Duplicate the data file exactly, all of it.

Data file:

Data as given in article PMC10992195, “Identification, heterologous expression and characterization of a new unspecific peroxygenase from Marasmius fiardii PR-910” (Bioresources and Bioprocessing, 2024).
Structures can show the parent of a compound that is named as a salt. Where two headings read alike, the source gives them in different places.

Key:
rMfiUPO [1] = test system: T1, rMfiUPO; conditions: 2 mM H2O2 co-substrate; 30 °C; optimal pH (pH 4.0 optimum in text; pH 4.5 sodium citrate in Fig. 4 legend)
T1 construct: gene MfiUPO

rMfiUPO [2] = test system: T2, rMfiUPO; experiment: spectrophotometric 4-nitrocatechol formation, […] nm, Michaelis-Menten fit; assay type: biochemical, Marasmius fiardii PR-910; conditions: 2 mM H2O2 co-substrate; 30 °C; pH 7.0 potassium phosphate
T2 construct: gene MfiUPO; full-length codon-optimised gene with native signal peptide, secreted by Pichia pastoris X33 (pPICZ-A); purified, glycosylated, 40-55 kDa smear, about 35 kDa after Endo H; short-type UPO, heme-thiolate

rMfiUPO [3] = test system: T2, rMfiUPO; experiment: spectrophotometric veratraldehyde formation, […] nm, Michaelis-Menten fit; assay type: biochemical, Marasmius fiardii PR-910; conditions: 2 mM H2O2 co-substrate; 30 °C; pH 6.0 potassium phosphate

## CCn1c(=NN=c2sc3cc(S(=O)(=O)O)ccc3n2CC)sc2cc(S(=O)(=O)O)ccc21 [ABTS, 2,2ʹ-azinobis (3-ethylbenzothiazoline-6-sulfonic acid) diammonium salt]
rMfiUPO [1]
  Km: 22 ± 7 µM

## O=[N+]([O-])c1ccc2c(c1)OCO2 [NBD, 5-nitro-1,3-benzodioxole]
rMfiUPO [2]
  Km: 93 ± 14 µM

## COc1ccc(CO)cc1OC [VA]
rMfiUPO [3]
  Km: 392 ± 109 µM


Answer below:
Data as given in article PMC10992195, “Identification, heterologous expression and characterization of a new unspecific peroxygenase from Marasmius fiardii PR-910” (Bioresources and Bioprocessing, 2024).
Structures can show the parent of a compound that is named as a salt. Where two headings read alike, the source gives them in different places.

Key:
rMfiUPO [1] = test system: T1, rMfiUPO; conditions: 2 mM H2O2 co-substrate; 30 °C; optimal pH (pH 4.0 optimum in text; pH 4.5 sodium citrate in Fig. 4 legend)
T1 construct: gene MfiUPO

rMfiUPO [2] = test system: T2, rMfiUPO; experiment: spectrophotometric 4-nitrocatechol formation, […] nm, Michaelis-Menten fit; assay type: biochemical, Marasmius fiardii PR-910; conditions: 2 mM H2O2 co-substrate; 30 °C; pH 7.0 potassium phosphate
T2 construct: gene MfiUPO; full-length codon-optimised gene with native signal peptide, secreted by Pichia pastoris X33 (pPICZ-A); purified, glycosylated, 40-55 kDa smear, about 35 kDa after Endo H; short-type UPO, heme-thiolate

rMfiUPO [3] = test system: T2, rMfiUPO; experiment: spectrophotometric veratraldehyde formation, […] nm, Michaelis-Menten fit; assay type: biochemical, Marasmius fiardii PR-910; conditions: 2 mM H2O2 co-substrate; 30 °C; pH 6.0 potassium phosphate

## CCn1c(=NN=c2sc3cc(S(=O)(=O)O)ccc3n2CC)sc2cc(S(=O)(=O)O)ccc21 [ABTS, 2,2ʹ-azinobis (3-ethylbenzothiazoline-6-sulfonic acid) diammonium salt]
rMfiUPO [1]
  Km: 22 ± 7 µM

## O=[N+]([O-])c1ccc2c(c1)OCO2 [NBD, 5-nitro-1,3-benzodioxole]
rMfiUPO [2]
  Km: 93 ± 14 µM

## COc1ccc(CO)cc1OC [VA]
rMfiUPO [3]
  Km: 392 ± 109 µM